In a project of passion, students & staff have been designing and fabricating their own custom ukuleles, using programs such as Fusion 360 to design and then 3D print the plastics parts, and Adobe Illustrator to design the wooden components which were cut using the laser cutter. 

“Spending so much time in the Ideation Studio truly taught all of us the art of ‘trial and error’ and expanded our ways of thinking to be more critical and creative. This enhancement in involved us trouble shooting problems with our design and enabled the process of prototyping each separate component of the ukuleles until we had a practical and structurally sound design. Students really took the project on as their own and were agents to make their customs designs”

What was your favourite thing about the ‘Ukes of Hazard’ Adventure Space?

Adele: “Being able to create something that will last forever and learning new skills whilst doing it!”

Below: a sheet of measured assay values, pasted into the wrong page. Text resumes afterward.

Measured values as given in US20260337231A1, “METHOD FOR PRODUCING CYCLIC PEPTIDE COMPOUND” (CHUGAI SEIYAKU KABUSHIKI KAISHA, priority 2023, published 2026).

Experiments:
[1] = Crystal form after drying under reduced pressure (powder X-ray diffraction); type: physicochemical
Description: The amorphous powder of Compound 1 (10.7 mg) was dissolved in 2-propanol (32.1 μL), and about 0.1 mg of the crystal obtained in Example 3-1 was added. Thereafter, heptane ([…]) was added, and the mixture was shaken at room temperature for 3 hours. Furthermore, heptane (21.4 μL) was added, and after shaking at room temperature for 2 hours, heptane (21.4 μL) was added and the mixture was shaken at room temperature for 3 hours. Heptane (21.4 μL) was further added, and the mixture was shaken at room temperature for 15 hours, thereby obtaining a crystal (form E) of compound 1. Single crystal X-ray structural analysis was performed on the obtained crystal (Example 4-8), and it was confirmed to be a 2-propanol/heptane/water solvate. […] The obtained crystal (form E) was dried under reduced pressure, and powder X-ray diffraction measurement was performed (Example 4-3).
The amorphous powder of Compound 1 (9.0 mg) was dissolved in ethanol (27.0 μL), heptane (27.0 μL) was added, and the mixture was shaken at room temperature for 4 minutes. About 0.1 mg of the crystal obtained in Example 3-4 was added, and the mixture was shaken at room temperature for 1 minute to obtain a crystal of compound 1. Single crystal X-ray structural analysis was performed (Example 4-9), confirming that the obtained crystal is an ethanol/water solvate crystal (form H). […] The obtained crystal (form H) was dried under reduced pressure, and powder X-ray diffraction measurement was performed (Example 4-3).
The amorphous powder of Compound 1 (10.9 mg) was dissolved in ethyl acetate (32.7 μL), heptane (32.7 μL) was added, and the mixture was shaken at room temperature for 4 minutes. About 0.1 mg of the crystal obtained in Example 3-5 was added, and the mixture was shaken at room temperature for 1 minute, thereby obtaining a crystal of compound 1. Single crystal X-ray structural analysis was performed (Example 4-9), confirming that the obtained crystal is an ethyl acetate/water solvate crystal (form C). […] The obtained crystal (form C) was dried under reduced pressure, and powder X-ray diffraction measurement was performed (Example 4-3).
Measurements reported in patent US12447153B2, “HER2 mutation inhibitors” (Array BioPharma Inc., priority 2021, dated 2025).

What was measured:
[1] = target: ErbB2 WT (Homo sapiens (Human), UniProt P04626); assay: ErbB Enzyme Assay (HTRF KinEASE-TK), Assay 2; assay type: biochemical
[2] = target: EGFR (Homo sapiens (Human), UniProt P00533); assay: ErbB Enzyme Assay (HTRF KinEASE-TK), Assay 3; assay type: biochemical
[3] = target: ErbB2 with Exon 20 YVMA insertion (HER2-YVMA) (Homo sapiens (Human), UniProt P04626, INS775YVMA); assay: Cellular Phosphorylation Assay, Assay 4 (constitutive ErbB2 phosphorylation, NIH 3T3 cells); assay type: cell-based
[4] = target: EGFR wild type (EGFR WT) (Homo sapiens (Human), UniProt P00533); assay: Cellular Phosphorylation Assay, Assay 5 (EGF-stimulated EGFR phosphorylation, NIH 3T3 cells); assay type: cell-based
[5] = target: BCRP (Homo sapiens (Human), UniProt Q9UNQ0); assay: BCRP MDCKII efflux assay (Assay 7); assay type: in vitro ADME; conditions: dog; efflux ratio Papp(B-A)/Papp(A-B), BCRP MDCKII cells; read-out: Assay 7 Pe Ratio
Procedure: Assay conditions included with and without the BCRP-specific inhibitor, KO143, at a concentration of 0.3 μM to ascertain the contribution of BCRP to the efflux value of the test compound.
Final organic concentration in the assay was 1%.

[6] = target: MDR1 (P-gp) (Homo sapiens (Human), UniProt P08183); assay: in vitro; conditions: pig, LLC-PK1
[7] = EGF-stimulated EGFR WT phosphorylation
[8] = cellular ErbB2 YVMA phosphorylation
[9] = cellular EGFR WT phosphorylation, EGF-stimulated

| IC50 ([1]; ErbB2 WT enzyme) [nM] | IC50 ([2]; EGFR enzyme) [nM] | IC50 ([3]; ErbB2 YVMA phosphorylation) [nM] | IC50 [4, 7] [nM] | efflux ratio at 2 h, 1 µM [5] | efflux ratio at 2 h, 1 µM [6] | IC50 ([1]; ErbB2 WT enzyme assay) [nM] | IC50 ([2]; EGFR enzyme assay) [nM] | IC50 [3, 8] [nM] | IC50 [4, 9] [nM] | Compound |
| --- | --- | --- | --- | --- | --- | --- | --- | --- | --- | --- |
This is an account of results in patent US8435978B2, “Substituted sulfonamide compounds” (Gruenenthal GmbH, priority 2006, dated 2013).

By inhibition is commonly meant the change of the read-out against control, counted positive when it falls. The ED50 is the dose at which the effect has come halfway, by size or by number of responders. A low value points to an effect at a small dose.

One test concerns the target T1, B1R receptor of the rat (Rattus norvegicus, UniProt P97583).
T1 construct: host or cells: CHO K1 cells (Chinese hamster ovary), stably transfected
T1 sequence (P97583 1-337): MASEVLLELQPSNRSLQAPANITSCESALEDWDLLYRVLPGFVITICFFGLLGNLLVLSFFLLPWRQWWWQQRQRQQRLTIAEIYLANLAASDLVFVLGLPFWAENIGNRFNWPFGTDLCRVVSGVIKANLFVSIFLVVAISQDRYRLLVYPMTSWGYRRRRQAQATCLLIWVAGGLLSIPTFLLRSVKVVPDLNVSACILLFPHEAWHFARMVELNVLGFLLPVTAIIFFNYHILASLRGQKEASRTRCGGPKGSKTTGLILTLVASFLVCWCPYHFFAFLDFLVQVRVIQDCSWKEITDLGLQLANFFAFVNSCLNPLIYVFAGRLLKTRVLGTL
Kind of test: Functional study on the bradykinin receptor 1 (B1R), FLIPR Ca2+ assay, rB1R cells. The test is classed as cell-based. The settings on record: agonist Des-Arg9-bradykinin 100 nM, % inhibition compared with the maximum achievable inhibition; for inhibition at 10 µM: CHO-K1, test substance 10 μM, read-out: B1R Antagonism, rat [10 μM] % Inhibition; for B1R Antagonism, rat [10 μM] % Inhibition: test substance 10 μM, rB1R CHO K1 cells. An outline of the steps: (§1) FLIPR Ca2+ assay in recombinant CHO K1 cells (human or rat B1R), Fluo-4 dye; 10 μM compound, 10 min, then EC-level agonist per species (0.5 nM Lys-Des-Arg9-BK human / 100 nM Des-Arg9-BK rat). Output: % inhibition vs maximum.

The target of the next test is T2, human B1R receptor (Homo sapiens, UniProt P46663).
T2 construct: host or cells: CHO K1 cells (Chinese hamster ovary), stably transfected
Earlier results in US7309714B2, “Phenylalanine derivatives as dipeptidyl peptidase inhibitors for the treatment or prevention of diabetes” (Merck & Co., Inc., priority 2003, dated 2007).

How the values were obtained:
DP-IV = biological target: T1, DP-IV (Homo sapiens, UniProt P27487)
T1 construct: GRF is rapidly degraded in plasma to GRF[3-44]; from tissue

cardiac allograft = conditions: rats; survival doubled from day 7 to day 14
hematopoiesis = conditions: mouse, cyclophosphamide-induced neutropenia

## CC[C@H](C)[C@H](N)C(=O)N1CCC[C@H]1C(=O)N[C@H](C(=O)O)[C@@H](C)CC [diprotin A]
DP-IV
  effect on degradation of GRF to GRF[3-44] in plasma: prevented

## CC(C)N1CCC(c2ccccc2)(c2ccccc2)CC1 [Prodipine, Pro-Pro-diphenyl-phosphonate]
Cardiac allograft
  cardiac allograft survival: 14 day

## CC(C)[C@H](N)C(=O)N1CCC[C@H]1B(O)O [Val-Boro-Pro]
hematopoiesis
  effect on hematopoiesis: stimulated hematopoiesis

AJ: “Similar to woodwork, and it was my favourite subject at my old school. I learnt how to use the laser cutter that I’ve never used before and I got to brush up on my 3D printing skills. I liked making my own ukulele so that I didn’t have to buy one.

Aidan: “Loved having a chance to do woodwork at this school. I choose to paint my ukulele because it’s a way to display my creativity and make something that I will use and share my creation with my family.”

Thomas: “I enjoyed using modern technology and hands on traditional tools and techniques to make custom musical instruments. I enjoyed the whole process and feeling of accomplishment in all who took part.”

Nikki: “My favourite thing about this adventure space was combining both of the talents of Thomas and I to create a ukulele and then give students guidance to create their own. Spending so much time in the ideation studio truly taught all of us the art of ‘trial and error’ and thinking critically and creatively to try to solve issues with our design and prototype parts of the ukuleles until we had a practical and structurally sound design. Students really took the project on as their own and were agents in their customs designs as they sought guidance and demonstrations from Thomas and I ‘to create their vision, this highlight reflects the way of learning at the ASMS.”